Germany currently gets 23 percent of its energy from nuclear power – about as much as the U.S. It’s ambitious plan to shut down its reactors will require at least euro150 billion ($210 billion) investment in alternative energy sources, which experts say will likely lead to higher electricity prices.
Germany now gets 17 percent of its electricity from renewable energies, 13 percent from natural gas and more than 40 percent from coal. The Environment Ministry says in 10 years renewable energy will contribute 40 percent of the country’s overall electricity production.
Last year Germany estimated about euro20 billion ($28 billion) a year will be needed with euro75 billion ($107 billion) alone needed through 2030 to install offshore wind farms.
Most of the country’s leaders now seem determined to swiftly abolish nuclear power, possibly by 2020, and several conservative politicians, including the chancellor, have made a complete U-turn on the issue.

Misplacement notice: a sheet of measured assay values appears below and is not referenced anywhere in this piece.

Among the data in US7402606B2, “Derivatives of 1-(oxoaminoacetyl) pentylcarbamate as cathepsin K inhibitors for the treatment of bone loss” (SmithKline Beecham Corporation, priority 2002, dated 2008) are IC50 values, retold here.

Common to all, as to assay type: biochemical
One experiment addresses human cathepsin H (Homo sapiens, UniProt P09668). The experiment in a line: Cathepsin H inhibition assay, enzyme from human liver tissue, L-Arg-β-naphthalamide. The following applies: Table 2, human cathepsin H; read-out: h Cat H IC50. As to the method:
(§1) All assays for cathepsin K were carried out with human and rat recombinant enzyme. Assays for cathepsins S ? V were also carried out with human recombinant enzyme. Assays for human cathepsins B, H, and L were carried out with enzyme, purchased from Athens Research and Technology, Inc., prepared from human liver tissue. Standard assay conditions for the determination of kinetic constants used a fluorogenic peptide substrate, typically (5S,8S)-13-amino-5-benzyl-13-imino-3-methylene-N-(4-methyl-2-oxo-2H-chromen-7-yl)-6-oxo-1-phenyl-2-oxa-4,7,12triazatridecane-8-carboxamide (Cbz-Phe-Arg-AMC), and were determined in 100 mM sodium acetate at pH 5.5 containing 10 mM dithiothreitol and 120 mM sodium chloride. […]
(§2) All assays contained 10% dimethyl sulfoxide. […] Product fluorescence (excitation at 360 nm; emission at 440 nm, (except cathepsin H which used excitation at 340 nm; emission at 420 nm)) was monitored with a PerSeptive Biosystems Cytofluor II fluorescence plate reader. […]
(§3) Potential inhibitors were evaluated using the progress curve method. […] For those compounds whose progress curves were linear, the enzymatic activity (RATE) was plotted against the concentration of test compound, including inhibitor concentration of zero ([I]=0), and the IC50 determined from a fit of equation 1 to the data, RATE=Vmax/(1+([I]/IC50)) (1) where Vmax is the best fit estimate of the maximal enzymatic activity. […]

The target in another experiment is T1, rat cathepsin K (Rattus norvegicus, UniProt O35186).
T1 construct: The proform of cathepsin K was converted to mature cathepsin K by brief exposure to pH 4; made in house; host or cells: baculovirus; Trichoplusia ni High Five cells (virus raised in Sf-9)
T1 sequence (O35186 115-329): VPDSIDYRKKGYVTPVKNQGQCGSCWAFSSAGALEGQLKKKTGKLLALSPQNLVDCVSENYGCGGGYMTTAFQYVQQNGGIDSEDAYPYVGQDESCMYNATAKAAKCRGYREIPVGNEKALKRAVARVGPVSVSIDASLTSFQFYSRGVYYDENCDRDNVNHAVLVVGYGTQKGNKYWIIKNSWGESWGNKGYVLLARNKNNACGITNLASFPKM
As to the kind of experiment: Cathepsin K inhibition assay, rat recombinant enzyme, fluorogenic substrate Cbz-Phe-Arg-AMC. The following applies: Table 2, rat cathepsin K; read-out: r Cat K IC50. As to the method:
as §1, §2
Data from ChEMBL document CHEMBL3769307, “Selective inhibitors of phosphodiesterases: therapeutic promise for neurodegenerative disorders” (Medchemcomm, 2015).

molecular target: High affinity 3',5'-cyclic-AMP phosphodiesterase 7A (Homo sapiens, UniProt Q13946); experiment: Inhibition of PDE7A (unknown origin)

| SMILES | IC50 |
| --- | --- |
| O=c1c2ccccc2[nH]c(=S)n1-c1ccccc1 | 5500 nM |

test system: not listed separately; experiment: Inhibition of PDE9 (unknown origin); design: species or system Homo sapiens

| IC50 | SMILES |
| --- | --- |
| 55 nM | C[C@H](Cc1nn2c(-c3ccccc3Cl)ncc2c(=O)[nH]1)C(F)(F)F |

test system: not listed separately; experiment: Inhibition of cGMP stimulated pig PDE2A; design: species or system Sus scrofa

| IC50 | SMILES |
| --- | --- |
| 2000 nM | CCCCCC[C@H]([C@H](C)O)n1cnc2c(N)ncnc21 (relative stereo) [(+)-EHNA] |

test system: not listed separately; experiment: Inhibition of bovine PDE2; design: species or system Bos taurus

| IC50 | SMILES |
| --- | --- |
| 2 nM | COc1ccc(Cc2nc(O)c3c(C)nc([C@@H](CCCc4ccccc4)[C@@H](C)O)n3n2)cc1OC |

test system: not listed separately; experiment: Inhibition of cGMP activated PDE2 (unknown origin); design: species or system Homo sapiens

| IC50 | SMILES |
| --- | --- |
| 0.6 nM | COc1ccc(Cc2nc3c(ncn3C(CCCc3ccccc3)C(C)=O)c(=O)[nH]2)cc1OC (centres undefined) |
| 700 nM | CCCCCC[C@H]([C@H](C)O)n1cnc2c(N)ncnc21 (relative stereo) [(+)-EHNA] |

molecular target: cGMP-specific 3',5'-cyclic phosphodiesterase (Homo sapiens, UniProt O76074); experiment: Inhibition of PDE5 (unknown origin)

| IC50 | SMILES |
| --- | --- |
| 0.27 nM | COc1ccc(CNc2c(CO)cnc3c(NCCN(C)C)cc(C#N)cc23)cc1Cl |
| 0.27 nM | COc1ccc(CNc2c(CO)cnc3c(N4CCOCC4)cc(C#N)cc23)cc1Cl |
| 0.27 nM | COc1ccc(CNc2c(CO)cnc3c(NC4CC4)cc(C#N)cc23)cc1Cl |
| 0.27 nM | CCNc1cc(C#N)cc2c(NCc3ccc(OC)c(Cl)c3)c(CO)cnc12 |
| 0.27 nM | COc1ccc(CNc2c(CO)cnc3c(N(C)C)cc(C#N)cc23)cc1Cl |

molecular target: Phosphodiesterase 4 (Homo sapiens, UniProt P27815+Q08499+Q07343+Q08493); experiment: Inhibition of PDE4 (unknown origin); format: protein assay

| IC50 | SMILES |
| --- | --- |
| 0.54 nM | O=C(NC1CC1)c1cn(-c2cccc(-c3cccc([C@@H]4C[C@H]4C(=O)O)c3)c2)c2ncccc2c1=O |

Producers of renewable energy have feed in tariff subsidies financed by a 3.5 cents per kilowatt-hour tax paid by all electricity customers. For a typical German family of four who pay about euro1,000 ($1,420) a year to use about 4,500 kilowatt-hours, the tax amounts to euro157 ($223). The tax produced euro8.2 billion ($11.7 billion) in Germany in 2010 and it is expected to top euro13.5 billion ($19.2 billion) this year.
France and other nations are firmly committed to nuclear power, shutting down all reactors across Europe won’t happen, but Merkel is now pushing for common safety standards. Merkel said the 27-nation bloc, which has standardized “the size of apples or the shape of bananas,” needs joint standards for nuclear power plants. “Everybody in Europe would be equally affected by an accident at a nuclear power plant in Europe,” Merkel said
Germany is choosing to increase its energy costs and want the rest of Europe to increase their energy costs as well.